“Part of the lesson in that class was that we had to create our own business and when I got home and told my family, they told me the first thing I had to do was come up with a name,” Houston said. “I wouldn’t be where I am right now if it wasn’t for him, so I’m forever giving love to him.”

Naomi Houston (left) and Shaun Houston react after their  son Peyton Houston opened a...
Naomi Houston (left) and Shaun Houston react after their son Peyton Houston opened a trading card box with an autographed card by Brazilian soccer player Neymar at Leaf Trading Cards headquarters, Thursday, May 16, 2024, in The Colony, Texas.(Elías Valverde II / Staff Photographer)

How does the deal work?

The floodgates for NIL deals opened up in 2021 when the Supreme Court sided with college athletes as it upheld a district ruling that said the NCAA was limiting compensation for its athletes. The NCAA quickly abandoned its longstanding embargo on NIL deals and student-athletes were free to make money through avenues like video games, endorsements and more.


Since 2021, 31 out of 50 states allow all student-athletes, including high schoolers, to sign NIL deals. Texas, however, is not one of those states. But with Houston being an athlete in Louisiana, he’s not held to the same restrictions as athletes playing in Texas.

Still, the deal comes with a few restrictions. Currently, NIL deals cannot have any incentive-based bonuses attached to them. This means that no matter how many touchdowns Houston throws in his upcoming sophomore season, he will earn the same amount of money.

But Leaf plans on making cards with him for a long time to come, Leaf’s president Pankow said.


The company makes each card to order, and customers can choose whether or not to have Houston’s autograph on the card for a higher price. Houston has already hand-signed hundreds of cards in preparation for a big demand for his card.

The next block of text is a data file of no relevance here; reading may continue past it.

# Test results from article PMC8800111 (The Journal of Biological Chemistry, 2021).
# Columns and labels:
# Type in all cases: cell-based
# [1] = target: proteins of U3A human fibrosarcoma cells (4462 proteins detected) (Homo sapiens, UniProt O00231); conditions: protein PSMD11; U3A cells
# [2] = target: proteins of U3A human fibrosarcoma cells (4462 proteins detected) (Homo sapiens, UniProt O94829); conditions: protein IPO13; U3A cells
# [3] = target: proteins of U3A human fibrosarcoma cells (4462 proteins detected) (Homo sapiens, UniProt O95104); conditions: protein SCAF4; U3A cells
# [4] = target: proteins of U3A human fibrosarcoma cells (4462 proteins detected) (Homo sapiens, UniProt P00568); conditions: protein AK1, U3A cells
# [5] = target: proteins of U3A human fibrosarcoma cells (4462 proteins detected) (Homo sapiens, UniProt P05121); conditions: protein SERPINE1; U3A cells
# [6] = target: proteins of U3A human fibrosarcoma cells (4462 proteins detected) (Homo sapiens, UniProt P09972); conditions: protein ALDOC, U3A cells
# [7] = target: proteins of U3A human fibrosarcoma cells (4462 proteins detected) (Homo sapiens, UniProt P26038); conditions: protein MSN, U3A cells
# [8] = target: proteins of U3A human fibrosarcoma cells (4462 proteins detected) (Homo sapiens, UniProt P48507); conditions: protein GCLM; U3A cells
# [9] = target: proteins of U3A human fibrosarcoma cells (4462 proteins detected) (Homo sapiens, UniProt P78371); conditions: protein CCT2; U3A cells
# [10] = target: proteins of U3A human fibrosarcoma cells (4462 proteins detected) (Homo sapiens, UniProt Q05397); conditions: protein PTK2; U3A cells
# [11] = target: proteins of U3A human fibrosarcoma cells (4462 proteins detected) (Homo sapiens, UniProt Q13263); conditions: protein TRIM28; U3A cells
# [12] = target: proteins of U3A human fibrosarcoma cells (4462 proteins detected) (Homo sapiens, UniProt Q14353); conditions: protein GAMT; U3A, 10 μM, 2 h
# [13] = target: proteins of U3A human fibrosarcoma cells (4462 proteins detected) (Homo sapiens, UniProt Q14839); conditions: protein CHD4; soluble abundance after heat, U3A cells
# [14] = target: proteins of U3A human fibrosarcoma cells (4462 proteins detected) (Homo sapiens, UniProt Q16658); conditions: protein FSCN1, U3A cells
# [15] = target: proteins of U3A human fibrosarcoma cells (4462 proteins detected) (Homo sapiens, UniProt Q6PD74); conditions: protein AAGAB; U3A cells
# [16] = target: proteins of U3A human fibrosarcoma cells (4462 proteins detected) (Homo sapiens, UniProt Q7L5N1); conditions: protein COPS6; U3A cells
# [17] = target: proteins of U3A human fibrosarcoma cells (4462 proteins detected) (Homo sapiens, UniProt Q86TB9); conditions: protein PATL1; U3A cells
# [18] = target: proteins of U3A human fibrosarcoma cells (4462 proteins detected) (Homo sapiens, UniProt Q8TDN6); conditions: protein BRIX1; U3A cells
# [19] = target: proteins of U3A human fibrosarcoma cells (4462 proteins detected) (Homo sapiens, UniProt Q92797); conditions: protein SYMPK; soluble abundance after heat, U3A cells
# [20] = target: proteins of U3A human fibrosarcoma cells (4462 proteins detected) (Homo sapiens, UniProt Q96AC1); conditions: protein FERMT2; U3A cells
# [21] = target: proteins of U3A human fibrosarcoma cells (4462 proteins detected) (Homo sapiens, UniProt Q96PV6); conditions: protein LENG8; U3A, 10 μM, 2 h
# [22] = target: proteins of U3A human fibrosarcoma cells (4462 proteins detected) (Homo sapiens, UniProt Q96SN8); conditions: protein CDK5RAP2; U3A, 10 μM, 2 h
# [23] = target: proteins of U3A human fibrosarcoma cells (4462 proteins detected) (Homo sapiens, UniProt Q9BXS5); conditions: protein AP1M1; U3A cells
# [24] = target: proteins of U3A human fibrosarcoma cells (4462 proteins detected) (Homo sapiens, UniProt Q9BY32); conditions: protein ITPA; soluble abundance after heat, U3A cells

“We will make new cards of him every month. We’ll do web-exclusive cards where we follow his high school games and if he has a crazy 500-yard game, we’ll do a card commemorating that on our site,” Pankow said. “Those will be sold at a higher price just because we want to make sure the value of the card stays high.”

In the deal, Houston may also have the opportunity to sign memorabilia. But with Leaf being a trading card company first, it’s likely that portion won’t come into play unless both sides can find a good reason for it.

15-year-old Peyton Houston listens to Leaf Trading Cards CEO Kevin O'Neil as they tour Leaf...
15-year-old Peyton Houston listens to Leaf Trading Cards CEO Kevin O’Neil as they tour Leaf Trading Cards headquarters, Thursday, May 16, 2024, in The Colony, Texas. Houston signed a multi-year NIL deal with Leaf.(Elías Valverde II / Staff Photographer)

What’s next for Houston?

With his deal with the IFA, Houston can focus on the field.

“NIL is an absolute cluster,” Pankow said. “We got approached by three or four people with Peyton. It’s especially helpful when there’s an agency we can just speak directly with. Sometimes families will cut them out because they want to do it on their own. But that’s a huge mistake. That’s why it’s so important for him to have representation at such a young age.”


The NIL deal also gives Houston the chance to boost not only his own profile, but the people closest to him including his teammates and his local community, said Doug Terfehr, president and chief marketing officer for the IFA.

“It’s really not about the transaction,” he said. “What it’s about at this stage now is that he can let people know a little bit more about who he is, what’s important to him, how does he want to give back to his community? What story does he want to share? Who is the teammate he wants to build up? It’s enabling him to use his name for good.”

Houston’s deal will provide him and his family what he needs and then some to fully pursue what it takes to make it to college game days on Saturdays and perhaps one day, playing in front of tens of thousands in packed NFL stadiums.

In the meantime, between attending training camps and college tours, fending off random endorsement offers in his Instagram direct messages, maintaining his perfect GPA and beating his father in Madden, he’ll likely look to splurge a bit on some gear for next season with his Texas trading card earnings.


“Man, I think he loves cleats more than he loves actual shoes,” said Houston’s father. “Cleats get costly but this lightens the load on our pockets. Now we can also start thinking about transportation. He’s still got to get his driver’s license after all.”

Houston and Evangel Christian Academy will kick off their 2024 season hosting Neville High School on Sept. 6 in a nonconference game.